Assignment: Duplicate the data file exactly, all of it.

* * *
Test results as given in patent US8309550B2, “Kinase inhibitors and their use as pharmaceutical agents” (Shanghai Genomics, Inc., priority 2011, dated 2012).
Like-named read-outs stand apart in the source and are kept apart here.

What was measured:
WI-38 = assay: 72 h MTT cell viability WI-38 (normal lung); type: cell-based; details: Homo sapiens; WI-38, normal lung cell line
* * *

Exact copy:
Test results as given in patent US8309550B2, “Kinase inhibitors and their use as pharmaceutical agents” (Shanghai Genomics, Inc., priority 2011, dated 2012).
Like-named read-outs stand apart in the source and are kept apart here.

What was measured:
WI-38 = assay: 72 h MTT cell viability WI-38 (normal lung); type: cell-based; details: Homo sapiens; WI-38, normal lung cell line